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What dynamics are driving construction materials right now

By |  October 25, 2022

FMI Capital Advisors’ George Reddin and Rob Mineo paid P&Q a video visit partway into October, offering market reflections on the first three-quarters of the year while previewing what’s expected for the remainder of 2022 and 2023.

While a complete recap of their insights will be available in December when Pit & Quarry publishes its annual State of the Industry Report, I wanted to pass along some timely comments from Reddin and Mineo related to the construction materials market.

As I combed through the transcript of our 15-minute interview, the word “uncertainty” appeared nine times. As Reddin shared, the term is a particularly fitting one today because of a variety of dynamics that are present in the market. Still, despite market uncertainty, he points out that business isn’t necessarily bad for construction materials producers.

“You could argue we actually had more uncertainty to start the year with Russia invading Ukraine, historic levels of inflation, high interest rates to combat that inflation, markets in turmoil, labor shortages continuing, supply chain bottlenecks and a global energy crisis, to name the major ones,” Reddin says. “And yet, at the same time, the economy looks pretty strong, as witnessed by the recent September jobs report.”

A closer look at the construction materials market shows that activity remains healthy. While demand for materials is high, pricing emerged in 2022 as a dynamic that arguably provided an edge to public producers.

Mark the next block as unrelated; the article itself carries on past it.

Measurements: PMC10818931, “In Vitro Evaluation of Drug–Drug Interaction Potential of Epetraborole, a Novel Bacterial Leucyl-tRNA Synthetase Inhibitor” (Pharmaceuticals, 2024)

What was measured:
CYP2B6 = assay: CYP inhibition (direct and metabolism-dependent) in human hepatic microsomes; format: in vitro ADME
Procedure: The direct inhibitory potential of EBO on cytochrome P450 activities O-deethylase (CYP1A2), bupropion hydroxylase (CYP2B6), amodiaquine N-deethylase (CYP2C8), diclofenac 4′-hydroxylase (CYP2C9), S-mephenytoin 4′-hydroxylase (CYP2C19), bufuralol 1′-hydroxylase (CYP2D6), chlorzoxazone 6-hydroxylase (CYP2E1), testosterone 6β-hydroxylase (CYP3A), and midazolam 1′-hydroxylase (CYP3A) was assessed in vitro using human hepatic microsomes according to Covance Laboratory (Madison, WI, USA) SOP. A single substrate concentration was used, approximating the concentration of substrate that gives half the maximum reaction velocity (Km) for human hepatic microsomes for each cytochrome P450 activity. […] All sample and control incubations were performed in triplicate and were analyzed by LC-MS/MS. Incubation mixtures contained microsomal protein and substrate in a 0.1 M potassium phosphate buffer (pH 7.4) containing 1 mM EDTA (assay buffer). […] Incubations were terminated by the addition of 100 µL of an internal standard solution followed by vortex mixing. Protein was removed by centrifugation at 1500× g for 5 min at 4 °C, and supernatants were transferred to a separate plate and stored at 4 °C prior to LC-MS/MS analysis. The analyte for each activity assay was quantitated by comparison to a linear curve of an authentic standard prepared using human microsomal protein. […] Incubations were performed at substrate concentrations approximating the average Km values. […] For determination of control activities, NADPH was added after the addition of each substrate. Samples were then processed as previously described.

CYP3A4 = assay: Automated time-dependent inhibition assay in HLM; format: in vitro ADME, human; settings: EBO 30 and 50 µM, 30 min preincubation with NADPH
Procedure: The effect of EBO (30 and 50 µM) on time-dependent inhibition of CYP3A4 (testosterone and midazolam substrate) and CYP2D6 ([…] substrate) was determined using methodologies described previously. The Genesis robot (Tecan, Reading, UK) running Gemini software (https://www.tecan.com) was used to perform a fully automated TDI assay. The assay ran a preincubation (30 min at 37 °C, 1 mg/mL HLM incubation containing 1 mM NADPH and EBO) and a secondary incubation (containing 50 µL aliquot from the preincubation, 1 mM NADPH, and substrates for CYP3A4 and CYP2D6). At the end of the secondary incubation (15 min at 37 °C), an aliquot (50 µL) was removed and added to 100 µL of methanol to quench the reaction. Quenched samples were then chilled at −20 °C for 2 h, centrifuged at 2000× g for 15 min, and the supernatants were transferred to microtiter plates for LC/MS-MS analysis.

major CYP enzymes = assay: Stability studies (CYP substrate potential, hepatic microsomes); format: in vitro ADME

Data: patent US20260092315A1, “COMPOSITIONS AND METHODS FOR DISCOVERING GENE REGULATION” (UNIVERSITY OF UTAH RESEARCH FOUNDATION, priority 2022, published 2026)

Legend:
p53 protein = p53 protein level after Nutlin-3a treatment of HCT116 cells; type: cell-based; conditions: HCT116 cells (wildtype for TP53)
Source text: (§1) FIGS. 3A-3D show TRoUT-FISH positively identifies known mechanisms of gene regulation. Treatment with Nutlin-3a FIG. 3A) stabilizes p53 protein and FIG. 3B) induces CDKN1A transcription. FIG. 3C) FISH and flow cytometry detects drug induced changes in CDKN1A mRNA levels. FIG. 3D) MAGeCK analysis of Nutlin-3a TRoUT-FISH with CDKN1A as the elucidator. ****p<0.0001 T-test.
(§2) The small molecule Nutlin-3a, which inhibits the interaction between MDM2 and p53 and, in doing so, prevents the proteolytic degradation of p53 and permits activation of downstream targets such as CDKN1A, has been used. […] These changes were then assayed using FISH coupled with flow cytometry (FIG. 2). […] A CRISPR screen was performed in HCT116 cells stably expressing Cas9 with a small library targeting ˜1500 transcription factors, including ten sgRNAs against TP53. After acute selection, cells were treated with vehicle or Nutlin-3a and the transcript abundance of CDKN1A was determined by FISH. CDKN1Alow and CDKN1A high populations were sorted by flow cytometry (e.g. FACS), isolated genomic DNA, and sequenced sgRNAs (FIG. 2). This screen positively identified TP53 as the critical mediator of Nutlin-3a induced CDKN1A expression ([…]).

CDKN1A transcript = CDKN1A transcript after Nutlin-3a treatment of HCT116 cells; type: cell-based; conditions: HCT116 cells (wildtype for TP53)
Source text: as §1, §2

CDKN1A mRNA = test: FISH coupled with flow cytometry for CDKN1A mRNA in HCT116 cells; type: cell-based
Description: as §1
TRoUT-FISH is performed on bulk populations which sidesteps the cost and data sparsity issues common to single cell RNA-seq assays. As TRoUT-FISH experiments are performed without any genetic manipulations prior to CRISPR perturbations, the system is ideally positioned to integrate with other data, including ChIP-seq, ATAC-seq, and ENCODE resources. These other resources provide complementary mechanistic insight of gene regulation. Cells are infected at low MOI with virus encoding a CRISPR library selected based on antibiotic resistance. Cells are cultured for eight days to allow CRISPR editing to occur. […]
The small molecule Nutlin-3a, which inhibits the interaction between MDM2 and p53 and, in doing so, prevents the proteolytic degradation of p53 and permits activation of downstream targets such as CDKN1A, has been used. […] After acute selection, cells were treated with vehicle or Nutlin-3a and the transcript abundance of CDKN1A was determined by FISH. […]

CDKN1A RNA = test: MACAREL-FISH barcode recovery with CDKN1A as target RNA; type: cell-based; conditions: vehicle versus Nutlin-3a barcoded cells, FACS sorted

“Major players like Martin [Marietta] and Vulcan [Materials] have actually been able to protect and even widen profit margins by having timely price increases,” Mineo says. “It’s easier for a major public company to push through the local private player. So I think we’ll see a lot of private guys kind of ‘catching up’ this year, but it all depends on your pricing power in your individual market.”

The rollout of Infrastructure Investment & Jobs Act (IIJA) funds is another dynamic FMI is watching, along with the approaches being taken by Departments of Transportation (DOTs) across the U.S.

“The DOTs are challenged, like many people, with labor shortages,” Reddin says. “They’re trying to get work out and get it bid. Compounding that, on some of the major projects with long-term timelines, we’re seeing bids coming in well north of engineers’ estimates. That’s an impact of inflation.

“That’s resulting in project delays and, in some cases, projects being pulled totally,” he adds. “The good news is resurfacing projects – good consumers of construction aggregates – don’t have those long-term time horizons and don’t have the same risk. So I think that will bode well. But until we get this letting/bidding dynamic to an equilibrium, we won’t feel the real, full impact of the IIJA.”

Featured photo: The Frazier Quarry

Kevin Yanik

About the Author:

Kevin Yanik is editor-in-chief of Pit & Quarry. He can be reached at 216-706-3724 or kyanik@northcoastmedia.net.

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